A few ideas for generalized injury-prevention for runners.

As I often discuss here, I don’t believe that injury-prevention should be put in a different category from athletic training. Injury-prevention isn’t something you should do on the side. It should form an integral part of your training. Why? Because injury-prevention is all about resilience, and as far as the human body is concerned, resilience means using more muscles to achieve the same task.

It doesn’t matter what athletic discipline you practice: running, golf, or martial arts. The more of your body that goes into whatever movement you’re doing, the better off you’ll be. And that means one thing above all others: use more muscles.

That’s why a lot of injury-prevention websites for runner’s knee focus towards working the small muscles—gluteus medius, hip adductors, foot dorsiflexors—a.k.a. all the neglected ones. By putting all of these muscles in play during athletic activity, the body not only becomes more resilient, but more powerful.

In other words, the more resilient you can make your body, the more powerful it will be.

So how can we apply this to running?

One of the main problems most runners experience is that the posterior muscles (calves, hamstrings, glutes, back extensors) become too developed, since they have the most vital functions in the running stride: the first is concentric—extending the leg and back to push against the ground. The second is eccentric—arresting the body’s forward lean so that the runner doesn’t crumple forwards. With a few exceptions, the anterior (frontal) muscles main function is to work opposite to the posterior muscles, in order to allow the runner to lift the leg forwards during the swing phase.

(Think of it this way: muscles at the back generally move body parts backwards, and muscles at the front generally move them forwards).

This means that the most common form of muscle imbalances, which often lead to lateral knee pain and other ailments, are rooted in a dominance of the posterior muscles over the anterior muscles. The most basic thing that any athlete can do, for the purpose of preventing injury—and making their running stride more powerful as a side-effect—is to develop the anterior muscles so that they can move more powerfully.

Given all of this, injury-prone athletes should focus on exercises that strengthen the anterior muscles:

  • Sit-ups that emphasize balance through core activity (such as those shown in this video).
  • Because the gluteus maximus—the most powerful posterior muscle—works not only to extend the thigh but to abduct it (rolling it away from the body), it’s necessary to work on the adductors (which roll the hip in), in order to balance out these muscle groups. Leg/Knee raises help address this. The closer you bring the legs towards the chest, the more you will emphasize the inner abdominal muscles (such as the illiopsoas), as well as the hip adductors.
  • Hanging leg lifts. Doing it with straight legs works the obliques of the core and thigh.
  • Bicycle crunches are also amazing for balancing all of the core/hip muscles.
  • This exercise is great for strengthening to frontal calf muscles.

Even though running is all about triple extension (of the hip, knee, and ankle), you need to be able to flex those joints, in order for your extension to have a greater and greater range of motion. The stronger your posterior muscles get, the more you’ll find yourself “staving off” muscle pain by stretching. The ultimate answer is to strengthen the anterior muscles, so that they can interact properly with the posterior muscles.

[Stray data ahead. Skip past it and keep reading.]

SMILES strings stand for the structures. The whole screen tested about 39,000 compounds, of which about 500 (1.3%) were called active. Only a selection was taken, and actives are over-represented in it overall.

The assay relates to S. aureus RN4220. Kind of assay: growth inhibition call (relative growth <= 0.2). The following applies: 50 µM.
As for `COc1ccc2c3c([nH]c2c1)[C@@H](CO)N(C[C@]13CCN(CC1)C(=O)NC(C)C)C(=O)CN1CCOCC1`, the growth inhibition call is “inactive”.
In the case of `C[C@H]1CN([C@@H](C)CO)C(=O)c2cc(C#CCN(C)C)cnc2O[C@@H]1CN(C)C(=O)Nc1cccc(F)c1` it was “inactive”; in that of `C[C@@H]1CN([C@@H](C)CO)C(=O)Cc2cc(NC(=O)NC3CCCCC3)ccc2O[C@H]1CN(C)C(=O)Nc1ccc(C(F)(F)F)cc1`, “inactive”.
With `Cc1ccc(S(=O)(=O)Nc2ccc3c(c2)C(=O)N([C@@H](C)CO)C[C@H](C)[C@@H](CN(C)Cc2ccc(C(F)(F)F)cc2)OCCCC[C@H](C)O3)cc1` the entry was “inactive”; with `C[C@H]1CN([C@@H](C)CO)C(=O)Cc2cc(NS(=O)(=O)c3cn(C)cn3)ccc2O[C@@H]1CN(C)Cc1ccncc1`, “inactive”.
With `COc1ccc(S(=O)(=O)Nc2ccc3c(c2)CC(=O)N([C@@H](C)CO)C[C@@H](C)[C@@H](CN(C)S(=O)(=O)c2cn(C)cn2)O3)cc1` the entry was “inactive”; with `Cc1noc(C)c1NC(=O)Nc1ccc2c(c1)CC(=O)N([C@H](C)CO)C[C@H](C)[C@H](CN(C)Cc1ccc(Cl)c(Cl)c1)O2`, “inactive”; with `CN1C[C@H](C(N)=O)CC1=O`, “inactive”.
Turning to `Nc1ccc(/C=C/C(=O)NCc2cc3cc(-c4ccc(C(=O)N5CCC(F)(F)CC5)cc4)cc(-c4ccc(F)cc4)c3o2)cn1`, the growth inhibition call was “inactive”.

For a sport like running, you can count on the posterior muscles to take care of themselves. It’s the anterior muscles (and obliques) that you have to worry about. I love this quote by The Gait Guys, which captures all of this in one simple thought:

“Develop anterior strength to achieve posterior length.”

The human body is an athletic machine.

A growing body of evidence is telling us that exercise is one of the most important ways to prevent all sorts of chronic diseases. This list includes (but is not limited to) various cancers, diabetes, clinical depression, and osteoporosis.

Although we could just leave it at that, and say “exercise if you’re chronically ill,” we can take this evidence a little bit further: it tells us something very important about the relationship between exercise and the human body.

What chronic diseases mean for the body is that our systems aren’t resilient: the very same problem springs up again and again, and our body has los the capacity to change that. Because by exercising, we can reduce the risk for these diseases, this tells us something about the optimum state of the body: when we don’t exercise, our risk of chronic disease begins climbing. When we don’t exercise, our bodies stop being resilient. This means that the body’s resilient state is one in which it’s constantly exercising.

There is another growing body of evidence that suggests that cognitive flexibility and neurogenesis (the creation of neurons and neural pathways) increases during exercise. This means that, both physiologically and psychologically, exercise increases the body’s capacity to deal with new, novel, and unexpected stresses. Simply stated, exercise helps the brain and the body meet the demands of the world on the world’s own terms.

Thanks to this evidence, we can infer something about the body: if the human body and human mind’s resilient state corresponds to a state of constant activity and exercise, then the body isn’t meant to be passive, at rest, and unchallenged. The human body’s baseline state is one of exercise—one where it’s being constantly challenged physically, physiologically, and mentally.